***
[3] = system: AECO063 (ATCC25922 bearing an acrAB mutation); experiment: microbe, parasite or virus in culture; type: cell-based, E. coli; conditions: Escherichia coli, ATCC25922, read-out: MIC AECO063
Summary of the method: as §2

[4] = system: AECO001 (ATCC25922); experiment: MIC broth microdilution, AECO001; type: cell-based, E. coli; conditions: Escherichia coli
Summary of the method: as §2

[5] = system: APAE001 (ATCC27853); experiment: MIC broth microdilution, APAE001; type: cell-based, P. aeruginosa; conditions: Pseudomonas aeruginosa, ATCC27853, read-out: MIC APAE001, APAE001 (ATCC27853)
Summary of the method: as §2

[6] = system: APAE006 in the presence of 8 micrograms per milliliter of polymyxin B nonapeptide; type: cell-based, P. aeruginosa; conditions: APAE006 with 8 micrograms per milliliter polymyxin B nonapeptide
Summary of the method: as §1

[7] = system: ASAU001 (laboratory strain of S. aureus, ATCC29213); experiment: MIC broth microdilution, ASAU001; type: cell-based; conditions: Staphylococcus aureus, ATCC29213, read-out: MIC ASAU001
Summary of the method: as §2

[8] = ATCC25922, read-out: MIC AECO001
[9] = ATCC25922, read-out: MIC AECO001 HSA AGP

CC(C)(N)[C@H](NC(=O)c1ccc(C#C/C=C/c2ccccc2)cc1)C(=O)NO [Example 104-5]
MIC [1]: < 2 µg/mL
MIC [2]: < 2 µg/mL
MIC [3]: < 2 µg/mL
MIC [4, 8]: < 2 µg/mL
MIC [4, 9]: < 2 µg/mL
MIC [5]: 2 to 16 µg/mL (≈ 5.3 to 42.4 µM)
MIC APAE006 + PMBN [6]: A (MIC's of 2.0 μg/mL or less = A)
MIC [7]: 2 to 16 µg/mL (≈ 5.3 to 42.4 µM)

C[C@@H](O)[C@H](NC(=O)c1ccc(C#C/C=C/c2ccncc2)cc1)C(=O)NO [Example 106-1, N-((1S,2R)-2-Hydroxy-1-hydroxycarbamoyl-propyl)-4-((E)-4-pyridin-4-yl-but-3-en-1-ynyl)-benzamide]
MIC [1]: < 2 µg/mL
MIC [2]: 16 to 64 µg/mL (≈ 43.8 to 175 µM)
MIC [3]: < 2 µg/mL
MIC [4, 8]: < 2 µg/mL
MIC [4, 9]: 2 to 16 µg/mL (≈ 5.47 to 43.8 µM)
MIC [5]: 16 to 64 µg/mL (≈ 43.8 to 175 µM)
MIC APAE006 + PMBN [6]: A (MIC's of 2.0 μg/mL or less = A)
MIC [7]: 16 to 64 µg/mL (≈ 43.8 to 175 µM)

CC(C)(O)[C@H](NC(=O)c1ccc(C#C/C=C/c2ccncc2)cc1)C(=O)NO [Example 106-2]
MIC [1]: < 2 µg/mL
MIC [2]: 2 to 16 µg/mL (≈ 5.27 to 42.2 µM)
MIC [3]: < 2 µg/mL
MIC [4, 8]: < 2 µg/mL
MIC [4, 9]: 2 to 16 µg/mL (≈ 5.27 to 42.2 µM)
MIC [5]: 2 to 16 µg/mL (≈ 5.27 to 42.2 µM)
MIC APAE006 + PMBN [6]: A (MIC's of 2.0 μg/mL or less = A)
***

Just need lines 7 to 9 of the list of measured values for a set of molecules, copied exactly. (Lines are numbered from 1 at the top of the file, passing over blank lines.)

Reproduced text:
[6] = system: APAE006 in the presence of 8 micrograms per milliliter of polymyxin B nonapeptide; type: cell-based, P. aeruginosa; conditions: APAE006 with 8 micrograms per milliliter polymyxin B nonapeptide
Summary of the method: as §1

[7] = system: ASAU001 (laboratory strain of S. aureus, ATCC29213); experiment: MIC broth microdilution, ASAU001; type: cell-based; conditions: Staphylococcus aureus, ATCC29213, read-out: MIC ASAU001